Adapted from Joseph Jacob’s English Fairy Tales.
Once upon a time there was a boy named Jack who was sent out into the world by his parents with a large cursed cake and a golden snuff box, the former from his mother who was both sad and angry to see him leave and the latter from his father who told him never to open the golden snuff box unless he be on the verge of death.
Jack wandered very far and ate his way through the entire cursed cake before arriving one day at a tavern. Having run out of cursed cake, Jack was quite hungry and was pleased to make the acquaintance of the pretty barmaid. The pretty barmaid fed him heartily and, over ale and pie, they fell madly in love.
Unfortunately for Jack, the pretty barmaid was no free agent and, as most girls in such stories do, had a disagreeable father. The disagreeable father did not appreciate penniless Jack making eyes at his pretty daughter and told Jack that, if he wanted her hand, he should make a lake and the largest warship in the world appear outside the tavern by morning. If he failed in this, he would lose not only the girl, but his life.
Jack decided this was a close to death as he was like to get and whipped out his father’s golden snuff box. The moment he tipped open the lid, three little red men popped out and asked him what they could do to help. He told them he needed a lake and a big warship. “Easy peesy,” said the three little red men and it was done. (more…)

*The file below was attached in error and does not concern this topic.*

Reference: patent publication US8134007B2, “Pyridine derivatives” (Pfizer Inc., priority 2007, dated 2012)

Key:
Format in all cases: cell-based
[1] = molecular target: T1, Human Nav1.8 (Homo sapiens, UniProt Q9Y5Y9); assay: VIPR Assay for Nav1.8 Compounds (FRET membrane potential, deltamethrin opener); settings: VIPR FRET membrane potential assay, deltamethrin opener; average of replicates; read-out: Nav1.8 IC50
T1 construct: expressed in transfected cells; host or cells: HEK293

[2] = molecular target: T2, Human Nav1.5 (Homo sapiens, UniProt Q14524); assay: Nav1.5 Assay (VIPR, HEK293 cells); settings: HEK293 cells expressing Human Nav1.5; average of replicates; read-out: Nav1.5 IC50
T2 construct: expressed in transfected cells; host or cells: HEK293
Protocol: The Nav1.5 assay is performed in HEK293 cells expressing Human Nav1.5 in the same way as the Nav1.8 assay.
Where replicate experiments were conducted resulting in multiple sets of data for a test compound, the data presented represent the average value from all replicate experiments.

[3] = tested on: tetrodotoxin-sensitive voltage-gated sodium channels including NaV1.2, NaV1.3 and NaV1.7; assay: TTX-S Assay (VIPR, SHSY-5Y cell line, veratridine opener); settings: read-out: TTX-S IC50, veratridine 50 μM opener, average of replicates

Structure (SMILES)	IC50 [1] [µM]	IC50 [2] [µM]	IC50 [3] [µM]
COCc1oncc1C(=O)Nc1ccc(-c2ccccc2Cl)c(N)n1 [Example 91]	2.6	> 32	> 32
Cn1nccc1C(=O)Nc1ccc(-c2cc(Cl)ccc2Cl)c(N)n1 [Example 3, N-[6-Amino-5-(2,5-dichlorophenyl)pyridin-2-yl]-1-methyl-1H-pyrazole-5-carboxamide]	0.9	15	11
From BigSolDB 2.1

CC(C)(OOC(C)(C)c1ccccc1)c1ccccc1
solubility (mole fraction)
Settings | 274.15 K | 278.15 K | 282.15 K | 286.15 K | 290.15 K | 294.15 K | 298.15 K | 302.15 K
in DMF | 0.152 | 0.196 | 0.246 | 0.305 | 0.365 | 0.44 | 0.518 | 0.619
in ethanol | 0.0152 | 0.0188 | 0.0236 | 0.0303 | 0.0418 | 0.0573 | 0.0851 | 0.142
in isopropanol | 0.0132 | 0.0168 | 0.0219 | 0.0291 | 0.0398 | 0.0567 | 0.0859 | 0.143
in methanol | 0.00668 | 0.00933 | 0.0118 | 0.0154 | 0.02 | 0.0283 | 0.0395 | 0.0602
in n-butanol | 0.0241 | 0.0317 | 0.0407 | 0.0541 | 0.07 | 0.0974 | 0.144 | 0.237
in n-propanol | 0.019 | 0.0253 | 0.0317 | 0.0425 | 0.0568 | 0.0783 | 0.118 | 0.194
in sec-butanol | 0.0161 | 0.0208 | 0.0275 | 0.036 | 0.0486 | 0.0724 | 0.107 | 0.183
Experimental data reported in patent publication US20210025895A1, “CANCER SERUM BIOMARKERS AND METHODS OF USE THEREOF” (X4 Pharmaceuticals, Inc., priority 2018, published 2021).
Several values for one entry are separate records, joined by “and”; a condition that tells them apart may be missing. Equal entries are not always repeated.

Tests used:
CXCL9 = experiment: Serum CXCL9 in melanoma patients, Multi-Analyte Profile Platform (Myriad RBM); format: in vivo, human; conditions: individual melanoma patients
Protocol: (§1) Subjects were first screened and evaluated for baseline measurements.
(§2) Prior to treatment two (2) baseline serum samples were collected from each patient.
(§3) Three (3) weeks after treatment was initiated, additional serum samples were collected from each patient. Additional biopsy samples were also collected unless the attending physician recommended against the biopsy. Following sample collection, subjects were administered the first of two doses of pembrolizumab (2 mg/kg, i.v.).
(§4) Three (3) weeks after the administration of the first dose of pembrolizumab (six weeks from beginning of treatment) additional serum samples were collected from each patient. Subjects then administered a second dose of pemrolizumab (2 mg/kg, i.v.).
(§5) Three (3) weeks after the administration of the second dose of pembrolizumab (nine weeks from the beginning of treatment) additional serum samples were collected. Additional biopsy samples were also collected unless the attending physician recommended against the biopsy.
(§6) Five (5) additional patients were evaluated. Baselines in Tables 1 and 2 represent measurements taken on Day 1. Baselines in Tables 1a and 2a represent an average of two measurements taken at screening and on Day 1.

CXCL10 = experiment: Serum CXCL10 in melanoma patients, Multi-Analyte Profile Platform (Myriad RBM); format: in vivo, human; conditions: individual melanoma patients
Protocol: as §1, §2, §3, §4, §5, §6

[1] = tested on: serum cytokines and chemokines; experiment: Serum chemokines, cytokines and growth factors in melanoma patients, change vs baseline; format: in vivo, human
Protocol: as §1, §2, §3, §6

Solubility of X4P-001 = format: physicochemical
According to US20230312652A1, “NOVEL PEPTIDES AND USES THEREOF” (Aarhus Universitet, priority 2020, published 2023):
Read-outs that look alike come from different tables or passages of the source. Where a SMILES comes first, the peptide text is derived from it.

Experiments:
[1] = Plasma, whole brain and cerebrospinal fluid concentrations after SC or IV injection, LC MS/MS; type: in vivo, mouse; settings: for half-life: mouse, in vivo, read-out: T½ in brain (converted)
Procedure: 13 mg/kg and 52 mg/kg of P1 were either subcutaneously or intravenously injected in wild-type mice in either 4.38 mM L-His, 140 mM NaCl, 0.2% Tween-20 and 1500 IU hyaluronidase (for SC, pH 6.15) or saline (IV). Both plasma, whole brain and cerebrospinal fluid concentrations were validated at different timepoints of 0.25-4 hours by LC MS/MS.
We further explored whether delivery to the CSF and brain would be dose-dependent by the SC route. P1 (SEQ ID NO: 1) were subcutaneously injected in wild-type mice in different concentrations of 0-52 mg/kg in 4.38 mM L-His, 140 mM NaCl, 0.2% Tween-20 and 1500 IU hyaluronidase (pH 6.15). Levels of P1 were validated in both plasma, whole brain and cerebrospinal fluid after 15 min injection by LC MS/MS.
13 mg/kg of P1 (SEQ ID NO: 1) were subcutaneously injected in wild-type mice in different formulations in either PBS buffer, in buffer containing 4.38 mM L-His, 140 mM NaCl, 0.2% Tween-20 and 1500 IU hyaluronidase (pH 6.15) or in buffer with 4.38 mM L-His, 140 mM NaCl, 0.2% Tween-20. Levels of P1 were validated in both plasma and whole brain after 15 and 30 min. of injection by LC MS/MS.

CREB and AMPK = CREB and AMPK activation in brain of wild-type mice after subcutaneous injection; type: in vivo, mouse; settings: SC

For my post this week, I’d like to take a moment to appreciate fairy tale illustrations. In my humble opinion, they are often the most beautiful and evocative illustrations provided in books, perhaps because of the inherent magic and creativity of the stories themselves.
There about a million wonderful illustrators I could call out, but I’m just going to touch on my favorites and hopefully you all will chime in with yours!
Remember back in the day when you checked a book out of the library and they stamped it so you would know when it’s due?
And remember even before that when you checked a book out of the library, you had to sign the card next to the date?
It’s little touches like these that I miss about modern libraries. In modern libraries, the continuity of readership is snipped before its inception by removing any evidence of past readers from the physical book. (more…)
It’s back! Launching this very week, Fairy Tale Friday is now a weekly meme hosted by us here at Literary Transgressions and Books4Learning. Everyone is invited to join in the discussion and/or share a related blog post.
You can participate on your blog in several different ways:
1. Join in the weekly theme (when offered) by writing about some aspect of it or sharing a related story.
2. Share a favorite or recently read myth, legend, or fairy tale book—fractured, traditional, or modern.
3. Deconstruct fairy tales in general or a particular one.
4. Unearth a “forgotten” myth, legend, or fairy tale and write about it.
Rewrite a traditional tale or share your own original myth, legend, or fairy tale.
Whatever you chose to post about, make sure to link your post up to the weekly Fairy Tale Friday Round-up (alternating between Books4Learning and us) and add the Fairy Tale Friday badge (above).